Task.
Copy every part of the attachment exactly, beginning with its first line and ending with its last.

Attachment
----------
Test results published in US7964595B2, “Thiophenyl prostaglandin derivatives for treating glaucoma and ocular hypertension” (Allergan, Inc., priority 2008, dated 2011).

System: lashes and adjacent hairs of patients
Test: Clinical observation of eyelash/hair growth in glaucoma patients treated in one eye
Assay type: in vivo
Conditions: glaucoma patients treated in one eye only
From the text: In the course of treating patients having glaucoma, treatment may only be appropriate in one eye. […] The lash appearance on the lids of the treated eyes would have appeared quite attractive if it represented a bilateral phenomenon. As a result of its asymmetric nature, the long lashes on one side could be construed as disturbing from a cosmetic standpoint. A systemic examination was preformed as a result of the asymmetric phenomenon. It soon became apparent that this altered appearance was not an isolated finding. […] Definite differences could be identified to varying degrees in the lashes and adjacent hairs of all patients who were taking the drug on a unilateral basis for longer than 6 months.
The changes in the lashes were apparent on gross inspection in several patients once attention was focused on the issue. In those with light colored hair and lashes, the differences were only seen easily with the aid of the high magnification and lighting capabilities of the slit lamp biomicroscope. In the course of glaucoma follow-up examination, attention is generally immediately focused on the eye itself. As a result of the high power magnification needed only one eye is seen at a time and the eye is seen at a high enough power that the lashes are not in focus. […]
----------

Test results published in US7964595B2, “Thiophenyl prostaglandin derivatives for treating glaucoma and ocular hypertension” (Allergan, Inc., priority 2008, dated 2011).

System: lashes and adjacent hairs of patients
Test: Clinical observation of eyelash/hair growth in glaucoma patients treated in one eye
Assay type: in vivo
Conditions: glaucoma patients treated in one eye only
From the text: In the course of treating patients having glaucoma, treatment may only be appropriate in one eye. […] The lash appearance on the lids of the treated eyes would have appeared quite attractive if it represented a bilateral phenomenon. As a result of its asymmetric nature, the long lashes on one side could be construed as disturbing from a cosmetic standpoint. A systemic examination was preformed as a result of the asymmetric phenomenon. It soon became apparent that this altered appearance was not an isolated finding. […] Definite differences could be identified to varying degrees in the lashes and adjacent hairs of all patients who were taking the drug on a unilateral basis for longer than 6 months.
The changes in the lashes were apparent on gross inspection in several patients once attention was focused on the issue. In those with light colored hair and lashes, the differences were only seen easily with the aid of the high magnification and lighting capabilities of the slit lamp biomicroscope. In the course of glaucoma follow-up examination, attention is generally immediately focused on the eye itself. As a result of the high power magnification needed only one eye is seen at a time and the eye is seen at a high enough power that the lashes are not in focus. […]